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What Are the Effects of Heroin on the Body?

5 minute read

Heroin and other opioids claim thousands of lives every year. In addition to the everyday impact heroin can have on your life and relationships, the long-term effects of heroin touch almost every system in the human body. Learn how heroin damages your health, and why substance abuse treatment and recovery are the only way out.

Effects of Heroin on the Brain

Heroin and other opioids have short-term and long-term effects on the central nervous system. One long-term effect of heroin is the way it can permanently change the brain. Taken in high doses, opioids flood the brain with dopamine, your natural “feel-good” chemical. Over time, opioid abuse begins depleting your natural supply of dopamine and your brain’s ability to produce even normal amounts of it without heroin. At this point, you’ve developed a tolerance to heroin and physical dependence on the drug. The short-term effect is to send your body into withdrawal in the absence of heroin as your central nervous system goes into overdrive to rebalance itself. The ongoing impact is the way this interferes with brain chemical production, putting you at risk for depression and anxiety symptoms.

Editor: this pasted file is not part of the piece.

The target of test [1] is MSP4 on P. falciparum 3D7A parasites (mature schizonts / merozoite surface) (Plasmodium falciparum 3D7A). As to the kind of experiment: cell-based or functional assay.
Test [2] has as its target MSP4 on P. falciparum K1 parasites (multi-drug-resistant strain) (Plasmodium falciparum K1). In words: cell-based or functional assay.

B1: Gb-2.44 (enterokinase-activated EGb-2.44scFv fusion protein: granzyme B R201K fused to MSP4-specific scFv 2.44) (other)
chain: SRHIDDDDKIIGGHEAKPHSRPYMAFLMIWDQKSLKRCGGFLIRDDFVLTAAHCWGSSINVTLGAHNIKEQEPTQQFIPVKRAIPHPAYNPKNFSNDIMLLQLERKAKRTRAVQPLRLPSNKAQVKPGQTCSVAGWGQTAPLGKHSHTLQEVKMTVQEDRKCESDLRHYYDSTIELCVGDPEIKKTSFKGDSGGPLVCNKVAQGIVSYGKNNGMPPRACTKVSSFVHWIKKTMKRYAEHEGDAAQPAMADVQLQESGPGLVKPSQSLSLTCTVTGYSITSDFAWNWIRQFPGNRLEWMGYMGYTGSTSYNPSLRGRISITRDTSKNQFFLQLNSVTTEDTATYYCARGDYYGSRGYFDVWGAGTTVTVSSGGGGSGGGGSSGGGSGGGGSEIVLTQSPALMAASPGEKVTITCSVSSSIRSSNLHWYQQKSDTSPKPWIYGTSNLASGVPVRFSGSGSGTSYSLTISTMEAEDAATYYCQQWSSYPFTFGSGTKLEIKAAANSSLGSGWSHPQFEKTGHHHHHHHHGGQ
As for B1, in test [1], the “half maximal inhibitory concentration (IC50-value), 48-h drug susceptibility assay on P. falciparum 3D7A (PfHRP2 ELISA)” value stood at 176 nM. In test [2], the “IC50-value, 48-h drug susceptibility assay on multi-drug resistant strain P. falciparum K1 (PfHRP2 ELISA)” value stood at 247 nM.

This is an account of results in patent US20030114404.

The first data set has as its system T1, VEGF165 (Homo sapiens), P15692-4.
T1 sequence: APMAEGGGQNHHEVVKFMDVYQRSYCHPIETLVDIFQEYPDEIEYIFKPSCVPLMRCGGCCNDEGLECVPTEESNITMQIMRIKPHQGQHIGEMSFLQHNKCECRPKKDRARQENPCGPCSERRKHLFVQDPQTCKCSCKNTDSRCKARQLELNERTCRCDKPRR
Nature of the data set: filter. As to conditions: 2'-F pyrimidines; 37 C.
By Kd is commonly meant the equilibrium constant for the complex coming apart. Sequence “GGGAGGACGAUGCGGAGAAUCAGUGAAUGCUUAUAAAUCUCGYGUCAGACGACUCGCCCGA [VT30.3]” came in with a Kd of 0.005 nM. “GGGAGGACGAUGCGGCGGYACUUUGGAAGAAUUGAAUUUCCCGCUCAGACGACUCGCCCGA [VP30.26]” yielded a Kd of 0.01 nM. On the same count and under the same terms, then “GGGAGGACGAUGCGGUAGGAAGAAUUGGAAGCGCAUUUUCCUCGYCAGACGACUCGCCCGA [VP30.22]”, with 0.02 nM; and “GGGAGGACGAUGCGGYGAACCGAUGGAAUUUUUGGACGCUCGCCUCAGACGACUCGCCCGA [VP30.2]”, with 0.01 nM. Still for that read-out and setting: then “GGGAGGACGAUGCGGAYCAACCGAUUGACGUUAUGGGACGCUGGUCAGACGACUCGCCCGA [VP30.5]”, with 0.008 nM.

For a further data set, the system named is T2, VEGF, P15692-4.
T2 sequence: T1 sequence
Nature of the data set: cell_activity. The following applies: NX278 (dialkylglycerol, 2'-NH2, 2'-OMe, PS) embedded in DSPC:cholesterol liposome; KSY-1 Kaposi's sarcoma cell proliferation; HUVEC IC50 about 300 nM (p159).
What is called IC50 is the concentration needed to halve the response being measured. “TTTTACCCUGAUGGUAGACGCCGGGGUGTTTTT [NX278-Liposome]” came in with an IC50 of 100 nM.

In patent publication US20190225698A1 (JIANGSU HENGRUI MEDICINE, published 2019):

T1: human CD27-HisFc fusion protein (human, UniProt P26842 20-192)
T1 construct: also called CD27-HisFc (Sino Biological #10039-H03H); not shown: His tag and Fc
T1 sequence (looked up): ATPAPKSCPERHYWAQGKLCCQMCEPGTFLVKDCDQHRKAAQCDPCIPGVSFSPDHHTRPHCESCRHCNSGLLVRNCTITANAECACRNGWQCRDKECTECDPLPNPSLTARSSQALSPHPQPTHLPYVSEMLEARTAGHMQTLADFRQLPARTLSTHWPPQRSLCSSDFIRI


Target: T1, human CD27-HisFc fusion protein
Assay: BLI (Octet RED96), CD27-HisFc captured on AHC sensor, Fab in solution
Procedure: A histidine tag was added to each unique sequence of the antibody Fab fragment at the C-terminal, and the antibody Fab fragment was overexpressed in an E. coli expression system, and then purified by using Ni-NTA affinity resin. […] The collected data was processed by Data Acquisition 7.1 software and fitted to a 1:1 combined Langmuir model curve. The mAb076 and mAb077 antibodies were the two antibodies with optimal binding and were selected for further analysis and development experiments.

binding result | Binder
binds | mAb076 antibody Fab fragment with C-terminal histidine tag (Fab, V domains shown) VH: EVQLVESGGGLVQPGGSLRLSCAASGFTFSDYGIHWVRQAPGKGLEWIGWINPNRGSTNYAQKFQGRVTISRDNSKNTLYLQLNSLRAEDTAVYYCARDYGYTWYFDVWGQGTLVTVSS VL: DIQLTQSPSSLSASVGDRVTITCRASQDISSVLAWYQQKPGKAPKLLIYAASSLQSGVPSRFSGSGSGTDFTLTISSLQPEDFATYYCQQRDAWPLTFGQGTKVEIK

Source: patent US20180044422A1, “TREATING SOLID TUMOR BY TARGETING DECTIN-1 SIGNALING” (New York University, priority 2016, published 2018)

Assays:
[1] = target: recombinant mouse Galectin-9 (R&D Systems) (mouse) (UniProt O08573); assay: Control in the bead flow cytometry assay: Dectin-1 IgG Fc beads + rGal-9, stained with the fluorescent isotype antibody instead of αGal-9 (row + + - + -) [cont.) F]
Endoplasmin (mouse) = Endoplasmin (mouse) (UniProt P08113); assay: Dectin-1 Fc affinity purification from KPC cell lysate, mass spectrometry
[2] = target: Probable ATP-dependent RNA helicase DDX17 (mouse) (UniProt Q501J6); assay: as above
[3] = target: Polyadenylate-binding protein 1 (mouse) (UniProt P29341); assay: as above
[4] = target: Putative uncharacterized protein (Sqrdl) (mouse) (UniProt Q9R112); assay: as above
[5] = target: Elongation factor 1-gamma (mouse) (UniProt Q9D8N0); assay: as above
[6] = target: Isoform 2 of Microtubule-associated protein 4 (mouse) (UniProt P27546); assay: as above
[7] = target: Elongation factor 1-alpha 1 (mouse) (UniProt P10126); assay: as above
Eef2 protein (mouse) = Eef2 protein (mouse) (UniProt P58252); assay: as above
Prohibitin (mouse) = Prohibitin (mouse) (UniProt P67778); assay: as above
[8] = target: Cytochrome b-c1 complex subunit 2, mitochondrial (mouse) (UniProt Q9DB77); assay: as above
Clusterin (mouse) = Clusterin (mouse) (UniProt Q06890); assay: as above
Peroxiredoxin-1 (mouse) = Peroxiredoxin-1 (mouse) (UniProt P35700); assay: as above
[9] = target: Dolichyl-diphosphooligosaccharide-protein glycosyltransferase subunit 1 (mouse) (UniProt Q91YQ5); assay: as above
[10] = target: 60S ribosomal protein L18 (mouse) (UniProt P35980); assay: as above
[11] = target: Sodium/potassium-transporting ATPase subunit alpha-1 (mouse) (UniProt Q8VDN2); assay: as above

Potential long-term effects of heroin’s impact on the brain include slowed breathing, which robs the brain of oxygen. This can result in brain damage, coma, and death. In extreme cases, such as a heroin overdose, lack of oxygen impacts future functions like vision, memory, movement, and mood.

Another long-term effect of heroin is damage to the frontal lobe of the brain, causing memory issues and problems with spatial awareness and attention. Heroin can also damage your nervous system’s response to pain, making some stimuli more painful.

Effects of Heroin on the Heart

The American Heart Association warns of several short and long-term effects of heroin and prescription opioids on the heart.

  • People who abuse heroin are twice as likely to have a heart attack than their counterparts.
  • Toxins in heroin can clog your blood vessels, which may damage your organs and cause infections.
  • Heroin slows down your heart rate, which can interfere with your ability to be physically active.
  • Chronic opioid abuse puts you at higher risk for heart failure, especially if you also abuse benzodiazepines (benzos) and have a previous heart condition.
  • Heart valve infections often result from injecting heroin.
  • Heroin abusers often have low blood pressure from dilated blood vessels. This can lead to feeling weak, fatigued, and dizzy.
  • Many heroin users have collapsed veins from repeated injection of the drug. This can affect blood flow and put you at risk for several cardiovascular conditions.

Effects of Heroin on Breathing

Abusing heroin impacts your respiratory system, increasing your risk for overdose. Opioids tell your central nervous system to slow down functions like breathing and heart rate. Large doses of heroin can slow down your breathing and heart so much that you overdose, which can cause health issues or death. Heroin can also worsen asthma symptoms and other respiratory conditions.